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Bump Stocks, Trump Ally Highlight Court’s ‘Long Conference’ (1)

Sept. 28, 2022, 8:45 AMUpdated: Sept. 28, 2022, 3:53 PM

The US Supreme Court was reconvening on Wednesday to review cases that have piled up all summer, including challenges to a federal ban on bump stocks and MyPillow founder and Trump supporter Michael Lindell’s attempt to get a defamation suit dropped.

The justices usually only decide to hear a handful of the cases they take up in their private conference, also known as the long conference, despite a backlog of petitions that can top 1,000. The rest of the cases likely will be denied.

The court tries to “wipe the slate clean” before arguments start Oct. 3, said Mayer Brown partner Nicole Saharsky, a veteran advocate.

But the “sheer number of matters before the justices make it harder for any one item to get focus, specialized attention from the justices,” said Adam White, a senior fellow with the American Enterprise Institute.

There are a number of possible reasons for why so few cases are granted. “It’s early enough in the term that the justices may be pickier about cases to fill out the argument calendar,” Skadden partner Shay Dvoretzky, another advocate, said.

While the court’s docket for the new term so far includes cases on affirmative action, voting rights, and LGBTQ rights, blockbuster appeals aren’t being considered this week. Still, there are notable cases to watch.

  1. Bump Stocks: A pair of cases challenge the Trump administration’s ban on “bump stocks” following the Las Vegas mass shooting in 2017. Though not in what University of Virginia law professor Daniel R. Ortiz calls the “heartland of Second Amendment cases,” the appeals focus on a foundational principle of administrative law known as the Chevron doctrine. The cases have the potential to touch every aspect of American life. Aposhian v. Garland and Gun Owners v. Garland.
  2. Patent Eligibility: This is another pair of cases, these dealing with patents. The patent bar has been asking the Supreme Court to sort out what makes an invention eligible for patent protection, a doctrine one of the parties called “perilously fractured” and responsible for “chaos” in the IP world. The court, however, has turned down a number of cases on this issue , including one last term despite the recommendation from the Justice Department for the court to intervene. There are other patent cases that the justices could add from the long conference, considering they typically hear at least one patent case per term. Interactive Wearables v. Polar Electro Oy and Worlds Inc. v. Activision Blizzard Inc.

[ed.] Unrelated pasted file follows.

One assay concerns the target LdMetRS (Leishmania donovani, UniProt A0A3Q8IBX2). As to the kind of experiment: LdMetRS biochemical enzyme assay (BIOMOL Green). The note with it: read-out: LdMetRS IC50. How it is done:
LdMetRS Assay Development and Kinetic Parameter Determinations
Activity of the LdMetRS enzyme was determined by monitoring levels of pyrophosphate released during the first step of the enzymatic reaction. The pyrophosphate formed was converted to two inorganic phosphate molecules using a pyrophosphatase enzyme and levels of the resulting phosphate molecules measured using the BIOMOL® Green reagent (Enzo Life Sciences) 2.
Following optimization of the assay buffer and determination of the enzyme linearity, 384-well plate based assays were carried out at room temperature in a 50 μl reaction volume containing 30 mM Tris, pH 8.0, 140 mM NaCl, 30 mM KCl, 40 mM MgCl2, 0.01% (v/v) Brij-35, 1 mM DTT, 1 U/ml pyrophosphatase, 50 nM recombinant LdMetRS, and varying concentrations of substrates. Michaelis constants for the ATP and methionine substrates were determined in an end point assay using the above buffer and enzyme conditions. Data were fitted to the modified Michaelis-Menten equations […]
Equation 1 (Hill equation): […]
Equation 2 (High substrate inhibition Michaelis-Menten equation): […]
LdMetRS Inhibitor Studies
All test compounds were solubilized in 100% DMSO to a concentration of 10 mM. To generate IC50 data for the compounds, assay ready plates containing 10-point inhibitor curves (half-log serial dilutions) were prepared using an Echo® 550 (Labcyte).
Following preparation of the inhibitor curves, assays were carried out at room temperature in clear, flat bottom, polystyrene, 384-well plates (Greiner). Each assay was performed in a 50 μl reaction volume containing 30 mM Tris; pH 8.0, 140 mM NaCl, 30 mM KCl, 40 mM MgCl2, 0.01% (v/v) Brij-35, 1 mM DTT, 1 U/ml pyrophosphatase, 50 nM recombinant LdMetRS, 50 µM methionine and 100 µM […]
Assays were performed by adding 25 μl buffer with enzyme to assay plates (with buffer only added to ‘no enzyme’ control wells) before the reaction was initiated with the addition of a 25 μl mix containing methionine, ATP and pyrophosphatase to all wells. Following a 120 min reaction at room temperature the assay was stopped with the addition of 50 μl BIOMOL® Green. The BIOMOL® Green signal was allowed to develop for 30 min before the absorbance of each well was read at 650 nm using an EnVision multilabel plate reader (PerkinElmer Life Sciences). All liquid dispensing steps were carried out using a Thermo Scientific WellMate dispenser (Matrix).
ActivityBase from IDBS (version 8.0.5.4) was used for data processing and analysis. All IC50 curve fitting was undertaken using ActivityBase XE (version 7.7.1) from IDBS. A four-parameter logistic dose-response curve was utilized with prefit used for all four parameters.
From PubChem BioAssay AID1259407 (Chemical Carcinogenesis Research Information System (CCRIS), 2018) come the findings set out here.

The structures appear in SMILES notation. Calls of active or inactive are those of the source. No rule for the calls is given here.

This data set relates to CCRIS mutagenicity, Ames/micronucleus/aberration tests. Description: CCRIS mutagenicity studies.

3. Greenhouse-Gas Emissions: This is another technical case about interstate greenhouse-gas emissions. There are a number of “friends of the court” urging the justices to take the case, including a handful of mostly GOP-led states that argue without the high court’s intervention, “a single State’s judiciary set climate-change policy for other States.” Suncor v. Boulder.
  4. MyPillow Founder: MyPillow founder and Trump supporter Michael Lindell is attempting to get a defamation suit brought by the makers of a voting machine used in the 2020 presidential election against him dropped. Not only did Lindell’s claims of election fraud make headlines, but the issue of whether there should be a heightened standard to prove defamation of so-called public figures has piqued the interest of some justices. MyPillow, Inc. v. US Dominion, Inc.
  5. Filter Teams: The case, about the propriety of using Justice Department “filter teams” to assess potentially privileged materials, has taken on new significance following the August raid and seizure of documents from former President Donald Trump’s Mar-a-Lago estate. Trump received a “special master” to review certain documents that otherwise would have been vetted by a Justice Department filter team. If granted, the case could clarify when using such a group of government lawyers who are not part of the investigation is appropriate and when a special master is required. A former federal judge was appointed special master in the Trump case. Korf v. US.
(Adds Adam White comment in paragraph 4. The previous version corrected date of first argument to Oct. 3. )

To contact the reporter on this story: Kimberly Strawbridge Robinson in Washington at krobinson@bloomberglaw.com

To contact the editors responsible for this story: Seth Stern at sstern@bloomberglaw.com; John Crawley at jcrawley@bloomberglaw.com